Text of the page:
Automatic victim belief: Good evidence, wrong framework, bad policy
Operation Midland, the Metropolitan Police investigation into allegations made by ‘Nick’, a man who claimed that he was abused, and that others were murdered, by a Westminster paedophile ring in the 1970s and 80s, has damaged public confidence in the police, the cause of those abused in childhood and the lives and reputations of several elderly men of the establishment.
As brought to light by a senior detective’s televised statement that he thought Nick’s claims were ‘credible and true’, the Met’s problems here stem largely from a basic contradiction in the principles underpinning current investigative practice. On the one hand, as an antidote to the insidious problem of officers groundlessly dismissing abuse claims, they have adopted a policy of automatic victim belief. This has been cemented in Approved Professional Practice and enshrined in crime recording standards. At the same time however, as a vital cog in an even-handed criminal justice system that starts from a presumption of innocence, the police must be open-minded and impartial in their collection and assessment of evidence.
As I first argued in October 2015 these two belief positions are logically incompatible, risk creating ‘cognitive dissonance’ for investigators and unhelpfully focus attention on officers’ mental states, instead of their actions and behaviour. I also argued that the strategy deployed most often in defence of the mismatch – to insist that the conflicting positions could be isolated within separate, sequential police processes (believe when recording a crime, then investigate impartially) – is artificially simple and organisationally disingenuous. Saying we believe you today but we might not tomorrow is barely better than saying we don’t believe you, and calls into question whether we actually believe you today.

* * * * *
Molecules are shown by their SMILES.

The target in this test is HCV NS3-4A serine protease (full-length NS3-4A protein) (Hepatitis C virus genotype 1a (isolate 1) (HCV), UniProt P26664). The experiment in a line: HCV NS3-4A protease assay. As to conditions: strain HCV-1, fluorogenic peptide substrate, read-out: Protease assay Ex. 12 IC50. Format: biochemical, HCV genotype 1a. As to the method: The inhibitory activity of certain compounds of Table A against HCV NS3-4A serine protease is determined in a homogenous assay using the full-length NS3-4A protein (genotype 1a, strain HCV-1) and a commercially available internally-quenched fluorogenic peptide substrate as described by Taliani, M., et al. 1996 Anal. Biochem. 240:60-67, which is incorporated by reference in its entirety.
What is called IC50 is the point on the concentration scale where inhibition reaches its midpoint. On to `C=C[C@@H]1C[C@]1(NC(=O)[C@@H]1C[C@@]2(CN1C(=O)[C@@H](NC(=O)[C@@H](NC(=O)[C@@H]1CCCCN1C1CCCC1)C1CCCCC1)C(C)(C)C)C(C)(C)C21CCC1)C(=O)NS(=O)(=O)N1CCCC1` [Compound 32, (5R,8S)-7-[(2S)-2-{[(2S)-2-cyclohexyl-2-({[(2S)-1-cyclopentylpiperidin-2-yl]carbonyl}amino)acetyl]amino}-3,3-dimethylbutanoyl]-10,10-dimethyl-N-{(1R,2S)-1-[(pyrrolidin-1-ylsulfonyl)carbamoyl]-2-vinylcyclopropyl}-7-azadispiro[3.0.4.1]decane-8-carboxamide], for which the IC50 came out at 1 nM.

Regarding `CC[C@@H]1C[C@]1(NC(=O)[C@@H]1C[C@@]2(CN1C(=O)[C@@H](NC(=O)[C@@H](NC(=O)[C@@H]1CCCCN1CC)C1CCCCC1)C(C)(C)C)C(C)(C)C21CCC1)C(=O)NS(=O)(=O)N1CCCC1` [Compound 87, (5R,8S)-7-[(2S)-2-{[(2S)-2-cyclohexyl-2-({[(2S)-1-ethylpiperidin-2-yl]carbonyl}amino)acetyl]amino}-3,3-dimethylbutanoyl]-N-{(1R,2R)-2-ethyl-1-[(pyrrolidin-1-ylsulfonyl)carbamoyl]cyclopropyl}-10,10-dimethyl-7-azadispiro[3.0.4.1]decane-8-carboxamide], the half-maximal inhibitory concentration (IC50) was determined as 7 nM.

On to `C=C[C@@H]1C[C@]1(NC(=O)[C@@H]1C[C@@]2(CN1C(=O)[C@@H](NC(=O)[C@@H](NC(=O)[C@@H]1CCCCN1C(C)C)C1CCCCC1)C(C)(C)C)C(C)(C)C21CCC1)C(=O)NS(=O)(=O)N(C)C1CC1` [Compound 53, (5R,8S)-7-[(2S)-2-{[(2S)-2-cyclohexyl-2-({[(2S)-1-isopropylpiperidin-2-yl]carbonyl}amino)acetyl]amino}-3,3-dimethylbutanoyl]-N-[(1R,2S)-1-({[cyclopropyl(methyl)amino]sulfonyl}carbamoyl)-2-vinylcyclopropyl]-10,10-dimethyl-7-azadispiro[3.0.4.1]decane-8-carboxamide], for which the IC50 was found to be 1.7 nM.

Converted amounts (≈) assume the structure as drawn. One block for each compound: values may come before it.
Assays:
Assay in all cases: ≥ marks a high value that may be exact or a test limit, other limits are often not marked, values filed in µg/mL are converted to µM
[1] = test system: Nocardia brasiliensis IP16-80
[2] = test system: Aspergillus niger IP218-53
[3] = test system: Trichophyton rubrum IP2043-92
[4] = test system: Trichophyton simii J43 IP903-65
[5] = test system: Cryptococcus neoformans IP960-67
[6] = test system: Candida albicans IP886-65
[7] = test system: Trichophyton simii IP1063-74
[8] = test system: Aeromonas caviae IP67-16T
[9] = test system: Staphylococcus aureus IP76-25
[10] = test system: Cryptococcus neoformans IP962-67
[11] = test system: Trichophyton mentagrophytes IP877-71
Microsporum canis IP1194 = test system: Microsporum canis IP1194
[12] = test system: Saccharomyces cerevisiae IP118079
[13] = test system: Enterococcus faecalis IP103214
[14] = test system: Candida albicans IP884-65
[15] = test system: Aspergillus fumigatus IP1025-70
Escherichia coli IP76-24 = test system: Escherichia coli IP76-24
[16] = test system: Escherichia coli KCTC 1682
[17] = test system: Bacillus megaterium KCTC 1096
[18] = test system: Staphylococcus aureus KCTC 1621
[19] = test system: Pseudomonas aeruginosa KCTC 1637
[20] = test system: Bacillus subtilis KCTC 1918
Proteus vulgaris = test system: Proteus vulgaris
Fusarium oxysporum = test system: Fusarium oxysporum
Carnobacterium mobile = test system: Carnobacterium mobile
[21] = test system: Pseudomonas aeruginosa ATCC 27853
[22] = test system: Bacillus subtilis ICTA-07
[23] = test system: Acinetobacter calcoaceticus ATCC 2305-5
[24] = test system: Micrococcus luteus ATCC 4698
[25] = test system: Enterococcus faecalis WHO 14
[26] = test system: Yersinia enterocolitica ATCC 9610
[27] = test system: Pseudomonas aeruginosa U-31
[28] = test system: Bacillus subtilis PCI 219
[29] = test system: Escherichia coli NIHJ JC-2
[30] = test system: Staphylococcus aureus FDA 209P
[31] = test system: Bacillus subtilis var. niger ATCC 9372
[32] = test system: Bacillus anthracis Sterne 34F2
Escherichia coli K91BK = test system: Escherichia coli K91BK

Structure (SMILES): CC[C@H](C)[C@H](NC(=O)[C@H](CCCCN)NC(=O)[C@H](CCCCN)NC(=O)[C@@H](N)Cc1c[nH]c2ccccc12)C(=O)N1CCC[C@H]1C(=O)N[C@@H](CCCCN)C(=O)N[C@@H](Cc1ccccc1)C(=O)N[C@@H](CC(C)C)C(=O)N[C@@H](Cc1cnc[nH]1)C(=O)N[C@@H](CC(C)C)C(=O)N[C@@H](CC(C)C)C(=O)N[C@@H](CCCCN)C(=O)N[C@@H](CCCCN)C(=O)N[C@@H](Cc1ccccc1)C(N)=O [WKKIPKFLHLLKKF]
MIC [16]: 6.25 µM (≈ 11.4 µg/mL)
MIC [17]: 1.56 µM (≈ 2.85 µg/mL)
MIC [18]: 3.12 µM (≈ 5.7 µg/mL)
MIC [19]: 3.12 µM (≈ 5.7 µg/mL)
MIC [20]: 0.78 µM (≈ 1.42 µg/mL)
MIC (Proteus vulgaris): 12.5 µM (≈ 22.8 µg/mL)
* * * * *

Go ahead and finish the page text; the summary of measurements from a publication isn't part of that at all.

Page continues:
Despite suspicions over its timing and partial publication, the Henriques report into Midland and similar investigations ordered by out-going MPS Commissioner Bernard Hogan-Howe, represents a significant step toward making good the dangerous conceptual weakness introduced by automatic victim belief.
Echoing Dame Elish Angiolini’s earlier review of rape investigations in London, Henriques concludes that the policy ‘perverts our system of justice and attempts to impose upon a thinking investigator an artificial and false state of mind’. While emphasising that the public should be assured their claims will be taken ‘very seriously’ and that officers should not ‘show any form of disbelief’ he recommends that ‘the instruction to ‘believe a “victim’s” account’ should cease’.
This also reflects the position Hogan-Howe himself had reached by February 2016, despite the initial MPS defence of the policy (and too late for the likes of Bramall, Brittan and Proctor). Others in policing have been more recalcitrant however. Chief Constable Simon Bailey, National Police Chiefs’ Council Lead for Child Abuse Investigation, clearly made a concerted defence of automatic belief but failed to convince Henriques, and the College of Policing (the evidence-based professional body for the police) has affirmed its commitment to the policy, both in March 2016 and again last week in response to the report.